it would be folly to count on a prolonged crisis simply fizzling out. But both China and Japan are more than capable of strategic patience. Neither wants to force the issue in the immediate term. Each government has an interest in trying to exert greater control over the various institutional players — not just navies but also civilian maritime agencies — whose operational decisions could make the difference between calm and crisis.

It points to the beginning of a struggle for influence in the seas between China and Japan, backed by the US. But should the dispute linger and harden into a kind of DMZ-type situation, how difficult is it to imagine the struggle for influence transfering to other areas of competition? Already there is a race between China and Japan and South Korea to secure the resources needed for the economies. What if the polarizing effect of the island dispute seeps into other areas of deal-making? Already manufacturers routinely add other countries besides China to their supply chain to try to miminize disruptions related to a total reliance n China?

What if that kind of polarization begins to shape the regional economy? If it takes hold in Asia, which is the strongest region in the globe, it could have follow-on effects elsewhere. Already China’s Internet is not exactly the same thing as the Grown Up Internet, which the US and Japan share. If the Internet becomes Balkanized, why wouldn’t that extend to technology and technological standards, too? In this way, if the Internet is like a universal language, we are seeing the emergence of regional dialects (China’s internet, Iran’s , Thailand’s internet), and not because it makes sense economically, but becuase it makes sense for nationalistic reasons. This is the stuff of science fiction, to be sure. But it wouldn’t be the far off either. Some anthropologists theorize that the development of language is as much to facilitate communication within a given community as well as blocking it out with others. Transfer this notion to the world technology, economic, etc… Basically, anything to avoid a war while doing anything to avoid cooperation between the world’s second and third largest economies. This could be a new kind of sectional Cold War.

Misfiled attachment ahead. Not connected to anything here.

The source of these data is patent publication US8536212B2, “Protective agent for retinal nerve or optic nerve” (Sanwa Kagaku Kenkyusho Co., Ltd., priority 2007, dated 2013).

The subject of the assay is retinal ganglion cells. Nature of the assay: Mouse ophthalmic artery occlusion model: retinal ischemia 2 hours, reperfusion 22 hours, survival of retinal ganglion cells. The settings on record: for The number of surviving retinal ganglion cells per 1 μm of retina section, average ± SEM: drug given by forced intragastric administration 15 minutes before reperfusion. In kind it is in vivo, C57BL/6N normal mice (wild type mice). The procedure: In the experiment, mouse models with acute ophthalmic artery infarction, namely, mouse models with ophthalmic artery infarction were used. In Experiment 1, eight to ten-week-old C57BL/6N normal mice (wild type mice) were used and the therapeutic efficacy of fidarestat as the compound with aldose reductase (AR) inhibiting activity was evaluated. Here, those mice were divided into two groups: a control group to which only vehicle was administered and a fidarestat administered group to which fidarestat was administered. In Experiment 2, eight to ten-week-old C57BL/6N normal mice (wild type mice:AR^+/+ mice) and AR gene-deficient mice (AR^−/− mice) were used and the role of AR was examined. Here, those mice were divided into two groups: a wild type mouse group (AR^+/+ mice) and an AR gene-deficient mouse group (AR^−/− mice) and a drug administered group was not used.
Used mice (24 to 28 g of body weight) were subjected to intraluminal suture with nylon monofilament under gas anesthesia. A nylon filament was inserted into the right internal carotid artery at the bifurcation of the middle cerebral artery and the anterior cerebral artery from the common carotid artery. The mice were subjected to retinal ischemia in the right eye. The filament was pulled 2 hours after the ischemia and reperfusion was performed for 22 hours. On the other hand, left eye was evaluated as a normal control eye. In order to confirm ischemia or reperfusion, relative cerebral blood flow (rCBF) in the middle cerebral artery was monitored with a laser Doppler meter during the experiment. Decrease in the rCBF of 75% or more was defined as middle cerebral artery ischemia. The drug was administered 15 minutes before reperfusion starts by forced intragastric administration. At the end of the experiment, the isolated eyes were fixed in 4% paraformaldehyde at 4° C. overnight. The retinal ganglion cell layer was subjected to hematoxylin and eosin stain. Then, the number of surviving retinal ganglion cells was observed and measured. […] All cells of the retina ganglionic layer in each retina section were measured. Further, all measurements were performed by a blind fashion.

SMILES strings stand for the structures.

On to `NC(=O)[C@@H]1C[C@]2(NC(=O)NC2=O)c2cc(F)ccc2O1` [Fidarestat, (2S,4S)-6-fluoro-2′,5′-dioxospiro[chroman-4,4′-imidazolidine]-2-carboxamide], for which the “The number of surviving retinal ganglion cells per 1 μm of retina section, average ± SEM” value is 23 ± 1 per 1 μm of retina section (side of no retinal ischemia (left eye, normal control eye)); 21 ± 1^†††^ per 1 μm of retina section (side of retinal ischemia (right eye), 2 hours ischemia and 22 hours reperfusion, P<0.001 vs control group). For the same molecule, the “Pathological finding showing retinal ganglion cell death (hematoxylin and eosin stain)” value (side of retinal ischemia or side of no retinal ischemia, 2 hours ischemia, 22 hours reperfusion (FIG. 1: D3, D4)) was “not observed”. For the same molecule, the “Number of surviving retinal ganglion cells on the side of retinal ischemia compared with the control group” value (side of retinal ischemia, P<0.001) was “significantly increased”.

The Not-So-World Wide Web of the future

I hear little talk about this but I think it’s possibly some technology that is more or less universal will become balkanized, or divided between two or more poles in coming years. What do I mean by this? The internet has developed and spread through the period of unchecked, relatively borderless globalization. China’s rise occured roughly over the same period of the PC, Windows, up through the iPad and iPhone. But what the Western globe wants from technology platforms and what the Chinese want is different. There could be enough incentive in China-world to push for software, networks and more that are suited to their needs. At the same time, the wholesale ripping off of Western technology to advance China’s economy may spur the development of more technology that isn’t meant to adopted in China. This is all very nebulous. But you have to look at the objectives of the technology companies and the risks. For the West, the pitfall of a universal market is an endless vista of pirates and hackers. For the Chinese Communist Party and other authoritarian regimes, the very openess of technology conceived of by Western minds, represents a threat to their power. It doesn’t take much to imagine new softwares, networks (look at Weibo) one day even new protocals and code that isn’t designed to communicate on a world wide basis, but with a section of the world. And this is crucial to the notion of a new kind of Cold War. This balkanization first of the internet and then of technology itself, will allow other divides to emerge. The fact is, there are incentives on both sides of the Pacific to cordon off networks. That’s not to say the tech border won’t be porous. Maybe even highly so. But the flow of data and information may, over time, more closely reflect the culture, law and objectives of the two competitive regions. Am I wrong? I’d be very curious to hear other people’s thoughts on this.